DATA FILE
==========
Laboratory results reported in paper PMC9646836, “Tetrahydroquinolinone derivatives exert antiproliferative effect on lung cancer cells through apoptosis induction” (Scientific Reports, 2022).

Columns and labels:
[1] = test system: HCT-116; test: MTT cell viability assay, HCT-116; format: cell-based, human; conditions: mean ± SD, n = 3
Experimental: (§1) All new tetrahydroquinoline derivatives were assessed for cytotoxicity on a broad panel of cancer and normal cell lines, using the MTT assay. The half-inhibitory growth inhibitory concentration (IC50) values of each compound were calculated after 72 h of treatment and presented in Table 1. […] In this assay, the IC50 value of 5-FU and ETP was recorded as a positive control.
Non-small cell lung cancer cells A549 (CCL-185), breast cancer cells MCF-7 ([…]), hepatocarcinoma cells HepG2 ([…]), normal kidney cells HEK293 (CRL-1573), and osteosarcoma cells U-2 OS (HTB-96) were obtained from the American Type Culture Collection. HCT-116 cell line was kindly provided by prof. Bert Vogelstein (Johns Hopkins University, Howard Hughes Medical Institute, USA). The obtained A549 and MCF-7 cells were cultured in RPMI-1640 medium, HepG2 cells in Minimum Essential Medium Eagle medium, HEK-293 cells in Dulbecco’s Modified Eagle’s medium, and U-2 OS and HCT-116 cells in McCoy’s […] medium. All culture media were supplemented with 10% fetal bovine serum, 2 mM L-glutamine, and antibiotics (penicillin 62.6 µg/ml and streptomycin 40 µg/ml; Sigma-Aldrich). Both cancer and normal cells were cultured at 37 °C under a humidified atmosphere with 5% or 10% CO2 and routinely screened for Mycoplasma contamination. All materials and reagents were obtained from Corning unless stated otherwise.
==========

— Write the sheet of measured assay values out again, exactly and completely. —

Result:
Laboratory results reported in paper PMC9646836, “Tetrahydroquinolinone derivatives exert antiproliferative effect on lung cancer cells through apoptosis induction” (Scientific Reports, 2022).

Columns and labels:
[1] = test system: HCT-116; test: MTT cell viability assay, HCT-116; format: cell-based, human; conditions: mean ± SD, n = 3
Experimental: (§1) All new tetrahydroquinoline derivatives were assessed for cytotoxicity on a broad panel of cancer and normal cell lines, using the MTT assay. The half-inhibitory growth inhibitory concentration (IC50) values of each compound were calculated after 72 h of treatment and presented in Table 1. […] In this assay, the IC50 value of 5-FU and ETP was recorded as a positive control.
Non-small cell lung cancer cells A549 (CCL-185), breast cancer cells MCF-7 ([…]), hepatocarcinoma cells HepG2 ([…]), normal kidney cells HEK293 (CRL-1573), and osteosarcoma cells U-2 OS (HTB-96) were obtained from the American Type Culture Collection. HCT-116 cell line was kindly provided by prof. Bert Vogelstein (Johns Hopkins University, Howard Hughes Medical Institute, USA). The obtained A549 and MCF-7 cells were cultured in RPMI-1640 medium, HepG2 cells in Minimum Essential Medium Eagle medium, HEK-293 cells in Dulbecco’s Modified Eagle’s medium, and U-2 OS and HCT-116 cells in McCoy’s […] medium. All culture media were supplemented with 10% fetal bovine serum, 2 mM L-glutamine, and antibiotics (penicillin 62.6 µg/ml and streptomycin 40 µg/ml; Sigma-Aldrich). Both cancer and normal cells were cultured at 37 °C under a humidified atmosphere with 5% or 10% CO2 and routinely screened for Mycoplasma contamination. All materials and reagents were obtained from Corning unless stated otherwise.